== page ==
But I spent some time over the new year reviewing my journal entries and writing and reflecting, and I discovered that there was so much more to the year that I feel grateful for and want to remember. I love reading end-of-year wrap-up posts and particularly like the ‘what worked’ format from Modern Mrs Darcy. Although it’s now a full month past the end of the year, I still felt it was important to capture and to share, so here (in no particular order) is my list of what worked for me in 2017…
Banning TV for Ella
A one week TV ban back in late June was far and away one of the most positive parenting moves we’ve made, and seven months on the ban is still in effect. This change was motivated not by concerns for her development, but entirely by a self-interested desire to avoid the whinging and tantrums that went along with her wanting to watch ‘just one more?’! It worked!
Family gratitude practice
One of the advantages of J working from home is that we’ve always been able to do an early dinner as a family. Last year we started a practice of taking turns at dinner time to share something from the day that we’re grateful for. Dinner time is a challenging time of day – everyone is tired, hungry, feeling rushed and ready to get through the bath/bedtime routine – so this practice temporarily pulls us out of that mindset and forces us all to reflect on our day and find the good. It also feels important for me to set up small practices now that may help my kids’ mental health as they get older. Thanks to Kristen for recommending this!
We didn’t do heaps of it in 2017, but Ella is now at an age where she is more capable of independently walking a few kilometres, so we did manage a few longer walks at Tidbinbilla. Walking in the bush makes me happy and relaxed, and with nothing else to do but walk and talk (no housework, meal prep etc) I find I’m a more present and engaged mum. I think this is another little practice that will be increasingly important for our relationship and mental health as she gets older, and I love developing a shared passion with her.
Buying a second car
In many ways (financial, environmental) I would like to have fewer cars, so I was a bit reluctant to include this in a list of what went well. We could have made do this year, but with the additional stresses and logistical complexity of a new family member, Jason and I could do without the potential source of stress and conflict in negotiating car use.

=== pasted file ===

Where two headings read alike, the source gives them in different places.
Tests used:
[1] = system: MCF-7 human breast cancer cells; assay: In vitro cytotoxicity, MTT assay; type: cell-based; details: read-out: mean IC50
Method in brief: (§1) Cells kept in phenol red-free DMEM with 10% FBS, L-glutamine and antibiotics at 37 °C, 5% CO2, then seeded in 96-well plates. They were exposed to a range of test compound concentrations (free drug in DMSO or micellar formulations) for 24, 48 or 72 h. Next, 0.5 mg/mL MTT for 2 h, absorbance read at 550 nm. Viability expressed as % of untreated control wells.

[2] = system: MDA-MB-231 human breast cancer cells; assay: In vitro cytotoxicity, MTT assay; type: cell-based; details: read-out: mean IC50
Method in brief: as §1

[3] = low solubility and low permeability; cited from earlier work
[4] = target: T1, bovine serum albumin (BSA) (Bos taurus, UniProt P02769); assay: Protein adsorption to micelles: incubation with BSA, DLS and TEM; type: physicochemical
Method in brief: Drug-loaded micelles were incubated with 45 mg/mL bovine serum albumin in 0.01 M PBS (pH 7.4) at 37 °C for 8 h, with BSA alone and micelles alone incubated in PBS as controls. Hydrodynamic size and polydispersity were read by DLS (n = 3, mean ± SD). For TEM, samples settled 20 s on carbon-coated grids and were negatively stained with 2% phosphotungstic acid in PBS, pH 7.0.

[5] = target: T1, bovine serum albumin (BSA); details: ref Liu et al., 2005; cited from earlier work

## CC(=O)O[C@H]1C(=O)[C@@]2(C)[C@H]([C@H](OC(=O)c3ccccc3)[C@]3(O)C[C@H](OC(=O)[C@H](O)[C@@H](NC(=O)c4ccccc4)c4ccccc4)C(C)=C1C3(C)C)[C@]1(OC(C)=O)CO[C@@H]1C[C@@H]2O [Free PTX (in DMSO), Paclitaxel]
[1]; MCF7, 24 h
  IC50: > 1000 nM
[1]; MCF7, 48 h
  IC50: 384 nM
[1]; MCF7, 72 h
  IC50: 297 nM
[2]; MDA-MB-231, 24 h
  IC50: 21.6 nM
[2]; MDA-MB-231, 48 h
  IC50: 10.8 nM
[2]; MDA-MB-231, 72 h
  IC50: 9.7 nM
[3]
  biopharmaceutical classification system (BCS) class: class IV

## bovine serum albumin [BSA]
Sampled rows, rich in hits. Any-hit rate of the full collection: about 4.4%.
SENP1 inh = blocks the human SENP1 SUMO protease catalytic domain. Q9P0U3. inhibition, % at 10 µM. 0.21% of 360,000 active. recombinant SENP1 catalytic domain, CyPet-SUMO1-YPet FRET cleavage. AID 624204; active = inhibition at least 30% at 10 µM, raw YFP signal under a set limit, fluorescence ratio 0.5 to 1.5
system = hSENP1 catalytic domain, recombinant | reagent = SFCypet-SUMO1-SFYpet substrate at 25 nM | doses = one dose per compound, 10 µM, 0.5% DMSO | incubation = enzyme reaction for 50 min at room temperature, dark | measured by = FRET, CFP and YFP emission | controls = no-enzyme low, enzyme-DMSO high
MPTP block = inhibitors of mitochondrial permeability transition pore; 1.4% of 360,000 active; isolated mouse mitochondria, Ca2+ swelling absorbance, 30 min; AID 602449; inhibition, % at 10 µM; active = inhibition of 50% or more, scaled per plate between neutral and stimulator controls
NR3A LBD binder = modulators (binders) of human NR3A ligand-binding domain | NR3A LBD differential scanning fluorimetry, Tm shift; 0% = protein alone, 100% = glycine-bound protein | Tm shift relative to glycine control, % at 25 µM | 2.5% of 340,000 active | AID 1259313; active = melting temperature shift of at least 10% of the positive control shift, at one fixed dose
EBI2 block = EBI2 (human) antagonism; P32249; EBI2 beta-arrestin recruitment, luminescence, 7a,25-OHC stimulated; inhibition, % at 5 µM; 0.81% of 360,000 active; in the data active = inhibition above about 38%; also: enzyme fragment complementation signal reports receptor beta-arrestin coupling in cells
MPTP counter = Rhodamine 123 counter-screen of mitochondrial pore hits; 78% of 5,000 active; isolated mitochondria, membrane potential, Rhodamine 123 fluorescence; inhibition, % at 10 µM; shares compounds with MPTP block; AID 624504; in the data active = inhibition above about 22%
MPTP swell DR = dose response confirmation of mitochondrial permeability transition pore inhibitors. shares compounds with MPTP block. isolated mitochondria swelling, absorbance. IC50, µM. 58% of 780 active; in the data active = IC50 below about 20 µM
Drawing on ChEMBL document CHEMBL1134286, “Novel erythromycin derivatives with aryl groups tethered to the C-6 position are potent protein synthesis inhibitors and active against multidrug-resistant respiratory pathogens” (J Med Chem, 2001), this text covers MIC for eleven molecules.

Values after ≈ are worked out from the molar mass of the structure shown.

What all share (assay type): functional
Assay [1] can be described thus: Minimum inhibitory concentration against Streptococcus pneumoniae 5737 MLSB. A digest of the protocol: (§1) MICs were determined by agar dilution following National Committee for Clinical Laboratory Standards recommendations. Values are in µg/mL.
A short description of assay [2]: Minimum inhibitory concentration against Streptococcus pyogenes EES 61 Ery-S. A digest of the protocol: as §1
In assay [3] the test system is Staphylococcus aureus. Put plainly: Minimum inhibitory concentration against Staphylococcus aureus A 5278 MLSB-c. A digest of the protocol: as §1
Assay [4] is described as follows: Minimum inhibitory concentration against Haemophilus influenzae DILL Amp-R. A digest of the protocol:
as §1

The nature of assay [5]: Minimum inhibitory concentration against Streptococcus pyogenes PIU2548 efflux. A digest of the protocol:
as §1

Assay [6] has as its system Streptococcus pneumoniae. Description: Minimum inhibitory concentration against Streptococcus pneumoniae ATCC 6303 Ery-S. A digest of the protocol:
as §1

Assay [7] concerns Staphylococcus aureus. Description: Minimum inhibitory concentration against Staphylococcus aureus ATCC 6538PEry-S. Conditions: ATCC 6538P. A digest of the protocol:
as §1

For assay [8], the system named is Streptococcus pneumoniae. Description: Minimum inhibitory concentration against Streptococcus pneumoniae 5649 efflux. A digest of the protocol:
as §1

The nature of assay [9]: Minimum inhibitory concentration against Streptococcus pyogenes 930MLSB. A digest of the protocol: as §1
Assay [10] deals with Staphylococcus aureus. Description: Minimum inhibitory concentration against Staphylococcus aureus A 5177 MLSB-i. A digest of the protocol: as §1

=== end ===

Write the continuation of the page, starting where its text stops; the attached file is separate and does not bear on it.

Small improvements to our home
In 2017 we did a few small things to improve our home. None were done cheaply (but they weren’t expensive major renovations either) – new dining chairs, a new back fence, replacing the back sliding door, a block out awning for our west-facing deck – but they added a lot of value to our lives. Spending money to make our home more enjoyable and comfortable feels like a worthwhile investment.
Midwife-led care for Lincoln’s birth
L was born through the Canberra Hospital’s Birth Centre program (as was E). I had another hugely positive experience and received excellent care from a wonderful midwife. I am so grateful for the access to this program and can’t recommend midwife-led care highly enough.
Decluttering and being more intentional about our ‘stuff’
Last year we transformed our spare room (junk room) into a guest bedroom where we accommodated family members for over four weeks, and then into a nursery for L. As our family has expanded, our home hasn’t, so it’s really prompted us to get rid of a lot. I’m far from my ideal decluttered home, but it’s a journey and we’re making progress. We’re also being much more intentional about toys and gifts for the kids and our families are getting on board too. For Christmas 2017 the kids got fewer toy gifts, and more practical or experience ones (a trip to the zoo, new sandals, a cupcake and movie date, a new lunchbox etc).
Journalling using Day One
I’ve been using Day One for a couple of years and it has certainly made it easier to maintain a regular journaling practice. Last year I upgraded to the subscription-based version – it’s one of the best things I’ve spent money on. I have several journals set up – including one for each of the kids. Having it always available makes it easy to just snap a photo, jot down a funny thing they say, or capture a few words to remind me of what we did on that day. The ‘on this day’ feature and the practice of re-reading and reviewed past entries is also something that I get more benefit from than I expected.